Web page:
I've a lady with Alzheimer's disease, let's call her Gladys.
She's living on her own but has frequent support from family who live nearby (very near, it's about 2 to 3 minutes walk from their house to hers) so has folk around her much of the time.
Still, they have their own lives so are busy and aren't with Gladys all the time.
Much of the time Gladys is low in mood. She's down, feeling miserable and glum. She doesn't cry, but feels as if she could. She doesn't see much of a future for herself, with nothing to look forward to. She eats what family cook or bring, but doesn't enjoy food, has no interest in it and no appetite. She has no guilt, no initial insomnia, no early morning wakening, no broken sleep, no significant weight loss, no diurnal variation in mood. She's never self harmed and has never had suicidal thoughts or feelings or impulses.
Gladys has tried different antidepressants. She's tried them at the maximum doses, so she's tried them at a therapeutic dose. She's tried them for a minimum of 6 weeks, so she's tried them for a therapeutic duration. She's no better on them. She has no evidence of a chemical mood disorder (endogenous depression) so it's no surprise that fiddling with the chemistry (i.e. taking tablets) has made no difference.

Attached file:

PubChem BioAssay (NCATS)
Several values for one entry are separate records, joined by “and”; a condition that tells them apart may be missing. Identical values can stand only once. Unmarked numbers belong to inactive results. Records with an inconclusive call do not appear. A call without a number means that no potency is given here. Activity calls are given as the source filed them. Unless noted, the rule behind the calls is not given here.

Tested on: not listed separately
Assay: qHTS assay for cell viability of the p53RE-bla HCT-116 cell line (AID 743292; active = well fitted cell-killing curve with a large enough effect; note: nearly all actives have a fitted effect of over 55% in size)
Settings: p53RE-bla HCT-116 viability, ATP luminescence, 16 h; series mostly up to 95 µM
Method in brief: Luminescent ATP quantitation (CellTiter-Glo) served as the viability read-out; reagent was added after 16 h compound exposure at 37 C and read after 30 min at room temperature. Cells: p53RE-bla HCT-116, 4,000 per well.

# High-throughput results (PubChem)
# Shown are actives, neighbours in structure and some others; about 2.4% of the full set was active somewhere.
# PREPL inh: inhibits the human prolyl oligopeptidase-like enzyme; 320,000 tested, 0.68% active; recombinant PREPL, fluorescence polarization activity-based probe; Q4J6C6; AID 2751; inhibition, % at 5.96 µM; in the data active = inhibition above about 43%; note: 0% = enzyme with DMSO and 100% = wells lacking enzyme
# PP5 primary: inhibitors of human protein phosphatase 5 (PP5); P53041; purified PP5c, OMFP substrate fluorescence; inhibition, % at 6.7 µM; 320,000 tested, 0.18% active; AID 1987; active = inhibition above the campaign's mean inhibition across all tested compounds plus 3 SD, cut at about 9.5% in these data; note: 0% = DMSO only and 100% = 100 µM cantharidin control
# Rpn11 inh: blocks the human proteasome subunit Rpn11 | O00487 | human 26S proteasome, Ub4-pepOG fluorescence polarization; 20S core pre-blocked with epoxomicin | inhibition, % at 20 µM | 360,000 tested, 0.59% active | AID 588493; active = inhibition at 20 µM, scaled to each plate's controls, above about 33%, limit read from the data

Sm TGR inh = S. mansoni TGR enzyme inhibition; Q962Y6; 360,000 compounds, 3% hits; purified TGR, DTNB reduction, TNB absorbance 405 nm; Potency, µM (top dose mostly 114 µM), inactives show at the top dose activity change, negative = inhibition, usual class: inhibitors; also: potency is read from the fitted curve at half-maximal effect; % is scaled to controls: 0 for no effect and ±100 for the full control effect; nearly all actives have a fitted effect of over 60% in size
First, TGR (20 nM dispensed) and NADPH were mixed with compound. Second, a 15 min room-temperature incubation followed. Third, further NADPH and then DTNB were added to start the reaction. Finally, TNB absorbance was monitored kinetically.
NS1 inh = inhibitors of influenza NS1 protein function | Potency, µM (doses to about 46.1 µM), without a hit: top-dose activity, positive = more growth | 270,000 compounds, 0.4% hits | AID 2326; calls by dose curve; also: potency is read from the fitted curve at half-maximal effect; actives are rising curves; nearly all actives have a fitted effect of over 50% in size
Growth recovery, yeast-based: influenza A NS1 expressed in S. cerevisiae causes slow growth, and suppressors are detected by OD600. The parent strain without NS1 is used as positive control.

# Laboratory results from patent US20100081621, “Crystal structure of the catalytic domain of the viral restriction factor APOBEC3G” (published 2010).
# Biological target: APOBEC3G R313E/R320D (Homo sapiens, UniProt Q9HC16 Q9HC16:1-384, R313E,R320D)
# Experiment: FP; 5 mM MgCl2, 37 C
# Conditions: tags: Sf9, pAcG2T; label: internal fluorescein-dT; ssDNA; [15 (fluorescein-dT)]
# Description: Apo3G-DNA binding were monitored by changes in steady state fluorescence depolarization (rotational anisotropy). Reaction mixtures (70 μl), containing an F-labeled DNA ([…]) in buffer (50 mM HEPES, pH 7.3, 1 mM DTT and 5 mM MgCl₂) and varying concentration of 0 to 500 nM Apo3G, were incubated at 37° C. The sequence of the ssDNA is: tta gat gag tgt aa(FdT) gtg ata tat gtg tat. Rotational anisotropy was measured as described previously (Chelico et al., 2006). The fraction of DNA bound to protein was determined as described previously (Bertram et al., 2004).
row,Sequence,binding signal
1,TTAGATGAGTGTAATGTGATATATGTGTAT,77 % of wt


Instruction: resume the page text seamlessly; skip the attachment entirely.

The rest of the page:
Still, it's hardly a cheery scenario. Alzheimer's disease damages your mood before it damages memory (with changes in the limbic system being the first changes in Alzheimer's disease) so she's structural changes in her brain that mean her mood's likely to be different. Changing or low mood is likely, then.
She sees herself becoming a burden to her family (they already invest huge amounts of time caring for her rather than just being with her), they won't entertain social services home care since they believe they can do it better and are happy to do so.
Gladys is miserable because she has a terminal condition that's getting worse by the month, robbing her of her memory and speech and personality then will kill her.
Unlike cancer, there's no hope of surgery, no hope of chemotherapy, it's destined to march on and take its toll.
She's low in mood because she should be.
Not an easy scenario to manage.